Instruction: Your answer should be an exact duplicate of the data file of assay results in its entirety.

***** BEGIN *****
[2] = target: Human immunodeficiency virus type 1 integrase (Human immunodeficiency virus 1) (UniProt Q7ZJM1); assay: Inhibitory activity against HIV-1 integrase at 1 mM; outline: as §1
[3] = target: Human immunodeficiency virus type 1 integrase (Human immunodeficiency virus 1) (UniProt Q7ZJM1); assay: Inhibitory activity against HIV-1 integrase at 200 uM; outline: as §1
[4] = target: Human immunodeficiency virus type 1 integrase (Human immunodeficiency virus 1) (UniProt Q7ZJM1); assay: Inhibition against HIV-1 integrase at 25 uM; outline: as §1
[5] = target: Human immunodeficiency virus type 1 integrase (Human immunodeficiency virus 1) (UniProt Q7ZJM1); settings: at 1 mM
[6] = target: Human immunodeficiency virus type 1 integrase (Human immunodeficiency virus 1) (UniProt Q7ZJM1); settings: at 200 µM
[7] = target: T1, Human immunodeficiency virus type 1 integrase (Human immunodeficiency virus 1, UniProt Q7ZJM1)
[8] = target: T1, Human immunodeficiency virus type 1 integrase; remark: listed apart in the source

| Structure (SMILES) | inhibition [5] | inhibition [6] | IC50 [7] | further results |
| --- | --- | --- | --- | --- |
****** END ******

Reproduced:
[2] = target: Human immunodeficiency virus type 1 integrase (Human immunodeficiency virus 1) (UniProt Q7ZJM1); assay: Inhibitory activity against HIV-1 integrase at 1 mM; outline: as §1
[3] = target: Human immunodeficiency virus type 1 integrase (Human immunodeficiency virus 1) (UniProt Q7ZJM1); assay: Inhibitory activity against HIV-1 integrase at 200 uM; outline: as §1
[4] = target: Human immunodeficiency virus type 1 integrase (Human immunodeficiency virus 1) (UniProt Q7ZJM1); assay: Inhibition against HIV-1 integrase at 25 uM; outline: as §1
[5] = target: Human immunodeficiency virus type 1 integrase (Human immunodeficiency virus 1) (UniProt Q7ZJM1); settings: at 1 mM
[6] = target: Human immunodeficiency virus type 1 integrase (Human immunodeficiency virus 1) (UniProt Q7ZJM1); settings: at 200 µM
[7] = target: T1, Human immunodeficiency virus type 1 integrase (Human immunodeficiency virus 1, UniProt Q7ZJM1)
[8] = target: T1, Human immunodeficiency virus type 1 integrase; remark: listed apart in the source

| Structure (SMILES) | inhibition [5] | inhibition [6] | IC50 [7] | further results |
| --- | --- | --- | --- | --- |